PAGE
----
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How Political Attack Ads Work

        Culture | Elections

Author's Note: How Political Attack Ads Work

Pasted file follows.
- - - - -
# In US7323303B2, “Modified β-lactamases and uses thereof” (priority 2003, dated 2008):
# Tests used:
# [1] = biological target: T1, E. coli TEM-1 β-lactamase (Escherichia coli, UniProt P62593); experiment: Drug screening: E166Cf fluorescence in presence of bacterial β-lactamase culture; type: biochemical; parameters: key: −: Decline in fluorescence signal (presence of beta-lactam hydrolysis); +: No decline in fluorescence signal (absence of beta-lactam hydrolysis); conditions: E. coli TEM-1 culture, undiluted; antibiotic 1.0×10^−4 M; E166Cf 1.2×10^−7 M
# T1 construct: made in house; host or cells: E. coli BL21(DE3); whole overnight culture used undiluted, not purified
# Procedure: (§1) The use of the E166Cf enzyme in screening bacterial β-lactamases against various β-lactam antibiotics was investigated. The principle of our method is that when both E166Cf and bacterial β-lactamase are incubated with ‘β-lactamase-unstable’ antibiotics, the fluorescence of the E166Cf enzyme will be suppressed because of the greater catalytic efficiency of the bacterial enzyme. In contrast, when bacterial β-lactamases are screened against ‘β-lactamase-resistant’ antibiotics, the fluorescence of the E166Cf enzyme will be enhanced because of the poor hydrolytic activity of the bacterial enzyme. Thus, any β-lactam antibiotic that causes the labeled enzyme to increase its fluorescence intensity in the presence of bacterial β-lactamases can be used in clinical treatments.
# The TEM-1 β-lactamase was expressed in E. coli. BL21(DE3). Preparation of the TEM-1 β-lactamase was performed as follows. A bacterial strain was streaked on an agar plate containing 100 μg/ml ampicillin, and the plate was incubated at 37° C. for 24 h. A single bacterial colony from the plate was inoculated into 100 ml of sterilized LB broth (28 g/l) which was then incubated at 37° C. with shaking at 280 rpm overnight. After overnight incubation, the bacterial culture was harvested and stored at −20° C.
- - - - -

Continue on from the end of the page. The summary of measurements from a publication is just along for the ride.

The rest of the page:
Former South Dakota Senator Tom Daschle once described attack ads as "the crack cocaine of politics." If you look at the overwhelming frequency of negative ads during campaign season, it does appear that the U.S. political system has developed an intense addiction to hitting rival candidates below the belt on the airwaves. This, despite public opinion polls that suggest time and time again that the electorate would rather say 'no' to attack ads. And before I dug into the research on whether political attack ads are effective, I assumed that they likely didn't deliver much of a punch at the polls. But it turns out that even though a majority of Americans would prefer to see a clean competition, it's the attack ads that energize the electorate the most.

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